She was prettier than it seemed from a distance, at least her attitude made her so. And I found her at loss of words, just like myself. To our rescue, her friend Christine just could not stop talking. They were waiting there for her boyfriend. “Whose boyfriend?”, I asked. “Mine”, said Christine cheerfully as Noah smiled.

Christine had an Indian boyfriend called Varun. What followed was over thirty minutes of talk by Christine about how much she knows about India and how Varun has promised to bring her to India and everything else. Noah and I spent most of our time stealing glances. Noah liked India, but she did not want to come to India for a short trip, she wanted to explore. Noah didn’t like going out much, she would rather stay at home and watch TV Series than sit at a lousy cafe on a regular evening.

But since, it was Christine’s and Varun’s third month anniversary, she had to be part of the celebrations. How cute! In the middle of all this, Christine suddenly got up and jumped towards…Varun, it was him. While I was waiting to meet an Indian brother to find a common ground, it took me a while to get up as in all her excitement of meeting Varun, Christine had jumped right up, pushed the table and had sent a glass of water in my lap. Never mind, will look at the damages later…”Hi Varun, kya haal chaal?”, I said and I was greeted with a blank look in response. “Vrooon“, he corrected me.

Christine begged him to speak to me in ‘Indian’, and he goes, “Namuhste, kaise hain aap“, which was followed by a great applause and hugs and kisses from Christine. While I was still trying to fathom what had happened and to get over Varun’s err Vrooooon’s ponytail and tattoos, Noah handed me over some tissues alongside an apologetic smile. “Let us paarteh, you want to come bruh?”, asked Vroooon.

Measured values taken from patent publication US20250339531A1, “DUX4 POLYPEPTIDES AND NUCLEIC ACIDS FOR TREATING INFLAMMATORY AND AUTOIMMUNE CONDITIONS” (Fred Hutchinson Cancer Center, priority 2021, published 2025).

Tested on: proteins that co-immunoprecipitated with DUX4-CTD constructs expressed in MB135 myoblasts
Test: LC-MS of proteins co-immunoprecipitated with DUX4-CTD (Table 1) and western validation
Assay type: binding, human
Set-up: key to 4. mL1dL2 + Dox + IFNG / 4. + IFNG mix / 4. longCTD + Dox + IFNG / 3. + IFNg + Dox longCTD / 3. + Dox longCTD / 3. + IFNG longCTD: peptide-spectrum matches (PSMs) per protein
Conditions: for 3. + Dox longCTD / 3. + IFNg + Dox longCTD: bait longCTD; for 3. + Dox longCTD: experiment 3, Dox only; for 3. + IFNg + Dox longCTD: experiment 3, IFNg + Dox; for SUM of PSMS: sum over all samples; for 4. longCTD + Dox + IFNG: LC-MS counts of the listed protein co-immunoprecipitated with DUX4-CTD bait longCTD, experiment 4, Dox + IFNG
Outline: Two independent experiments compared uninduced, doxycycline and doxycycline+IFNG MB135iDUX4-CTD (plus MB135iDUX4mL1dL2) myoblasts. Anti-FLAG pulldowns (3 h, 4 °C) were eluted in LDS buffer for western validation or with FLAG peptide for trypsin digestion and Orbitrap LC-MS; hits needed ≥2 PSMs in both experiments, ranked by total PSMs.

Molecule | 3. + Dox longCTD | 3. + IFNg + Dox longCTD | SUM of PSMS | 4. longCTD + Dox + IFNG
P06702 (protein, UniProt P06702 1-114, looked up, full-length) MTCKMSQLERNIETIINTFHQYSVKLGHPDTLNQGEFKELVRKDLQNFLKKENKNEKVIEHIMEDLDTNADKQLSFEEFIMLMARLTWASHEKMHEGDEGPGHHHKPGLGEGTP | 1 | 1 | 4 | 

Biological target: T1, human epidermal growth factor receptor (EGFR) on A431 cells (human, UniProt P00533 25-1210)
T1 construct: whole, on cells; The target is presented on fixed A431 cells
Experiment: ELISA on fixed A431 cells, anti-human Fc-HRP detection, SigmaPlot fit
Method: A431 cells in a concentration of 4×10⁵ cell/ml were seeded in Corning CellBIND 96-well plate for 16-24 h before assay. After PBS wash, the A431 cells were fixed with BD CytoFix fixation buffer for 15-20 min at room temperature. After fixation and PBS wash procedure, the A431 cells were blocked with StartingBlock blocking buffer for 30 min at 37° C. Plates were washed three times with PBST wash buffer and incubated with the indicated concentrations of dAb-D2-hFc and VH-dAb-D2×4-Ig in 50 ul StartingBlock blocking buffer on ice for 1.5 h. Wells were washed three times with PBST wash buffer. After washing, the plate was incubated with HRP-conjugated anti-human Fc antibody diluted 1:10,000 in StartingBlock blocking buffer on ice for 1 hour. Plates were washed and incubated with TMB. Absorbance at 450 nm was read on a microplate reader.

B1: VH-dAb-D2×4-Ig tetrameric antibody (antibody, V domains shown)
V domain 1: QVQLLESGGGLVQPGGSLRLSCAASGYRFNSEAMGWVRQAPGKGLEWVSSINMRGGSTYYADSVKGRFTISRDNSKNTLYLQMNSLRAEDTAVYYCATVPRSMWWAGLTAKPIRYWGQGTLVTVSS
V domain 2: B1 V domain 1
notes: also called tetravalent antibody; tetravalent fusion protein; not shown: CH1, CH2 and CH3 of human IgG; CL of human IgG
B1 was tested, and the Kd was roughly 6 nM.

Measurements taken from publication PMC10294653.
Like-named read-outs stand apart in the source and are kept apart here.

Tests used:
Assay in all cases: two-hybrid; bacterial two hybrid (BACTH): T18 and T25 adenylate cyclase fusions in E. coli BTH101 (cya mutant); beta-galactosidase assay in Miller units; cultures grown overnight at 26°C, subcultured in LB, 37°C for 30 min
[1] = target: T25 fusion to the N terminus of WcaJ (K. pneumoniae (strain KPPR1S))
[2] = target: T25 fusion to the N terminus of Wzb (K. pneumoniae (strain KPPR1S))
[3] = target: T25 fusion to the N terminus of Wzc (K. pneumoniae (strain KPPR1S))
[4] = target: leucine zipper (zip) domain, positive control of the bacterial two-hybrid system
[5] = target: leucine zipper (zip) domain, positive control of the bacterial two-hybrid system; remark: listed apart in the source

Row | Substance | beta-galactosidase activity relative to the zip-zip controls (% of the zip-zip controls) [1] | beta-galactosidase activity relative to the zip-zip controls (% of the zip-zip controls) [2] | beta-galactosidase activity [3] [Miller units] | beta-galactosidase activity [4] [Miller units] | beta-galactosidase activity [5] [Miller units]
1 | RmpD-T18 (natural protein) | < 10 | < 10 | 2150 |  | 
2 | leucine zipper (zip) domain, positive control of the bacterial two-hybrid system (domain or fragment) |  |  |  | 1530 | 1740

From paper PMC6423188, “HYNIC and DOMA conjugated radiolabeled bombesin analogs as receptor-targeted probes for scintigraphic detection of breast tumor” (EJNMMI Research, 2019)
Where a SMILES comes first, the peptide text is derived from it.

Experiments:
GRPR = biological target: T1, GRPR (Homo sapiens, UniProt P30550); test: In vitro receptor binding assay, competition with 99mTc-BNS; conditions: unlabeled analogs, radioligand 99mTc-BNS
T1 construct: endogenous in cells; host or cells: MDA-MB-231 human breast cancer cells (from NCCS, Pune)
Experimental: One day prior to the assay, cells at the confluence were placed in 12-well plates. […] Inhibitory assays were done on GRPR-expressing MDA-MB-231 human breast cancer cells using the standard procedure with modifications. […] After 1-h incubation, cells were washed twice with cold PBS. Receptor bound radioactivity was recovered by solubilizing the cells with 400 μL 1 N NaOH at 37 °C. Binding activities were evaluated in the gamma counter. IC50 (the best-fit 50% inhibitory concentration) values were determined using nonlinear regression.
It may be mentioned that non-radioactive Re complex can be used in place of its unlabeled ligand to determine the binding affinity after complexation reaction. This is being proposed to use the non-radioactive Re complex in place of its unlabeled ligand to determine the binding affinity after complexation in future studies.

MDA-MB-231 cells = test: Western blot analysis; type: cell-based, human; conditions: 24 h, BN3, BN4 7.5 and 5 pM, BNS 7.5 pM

As much as I wanted to stay, I still had to go to my hostel and get into dry pair of denims before I could get to know more of Noah. I told them I would join shortly and Vroooon asked me to see him at the third lane under that big grocery shop. Noah asked if I’ll be alright and further explained the exact directions to the pub. I smiled and told her that I would see her at the grocery store and we go together to the place. Generally, i wont quote bollywood but our long handshake parted with each finger bidding adieu to each other.

I kept staring at her walking away in the excitement of knowing someone special. I began to fantasize about how the night shall unfold and just when I was about to name our kids, she looked back and signaled me to hurry back to my hostel. I never did really feel any wetness from the water, on my way back. I changed into another pair of denim and t-shirt making me look alright for the occasion.

I thought if I should take flowers on my way back, but that would not have been alright. I have two more days in Milan to make it work and who knows what the future holds…India and Italy might have better bilateral relations from thereon, I thought to myself. I reached the spot and realized that all the transit had made me 20 minutes late from the decided time of rendezvous. I rushed to the grocery store entrance and then inside it, checked across the road and even in other shops around. But maybe, 20 mins was too much of a wait for Vroooon and Christine…

Escape to Ladakh with BRO

Posted By : Escape Route/ 530 0

Not only has BRO (Border Roads Organisation) built the highest motor-able road in Asia but have also paved a number of really cool signage along the way. So when on a road trip to Ladakh, on the Leh-Manali highway, BRO (Border Roads Organisation) keeps you entertained. On one of our escapes to Ladakh, while we captured a zillion beautiful landscapes, we couldn’t miss these witty lines by BRO. Check them all out as we’ve curated the best of them in a brief video.

If you wish to experience Ladakh and its such amusing features, join us this year, from 15-26 June or 16-24 June!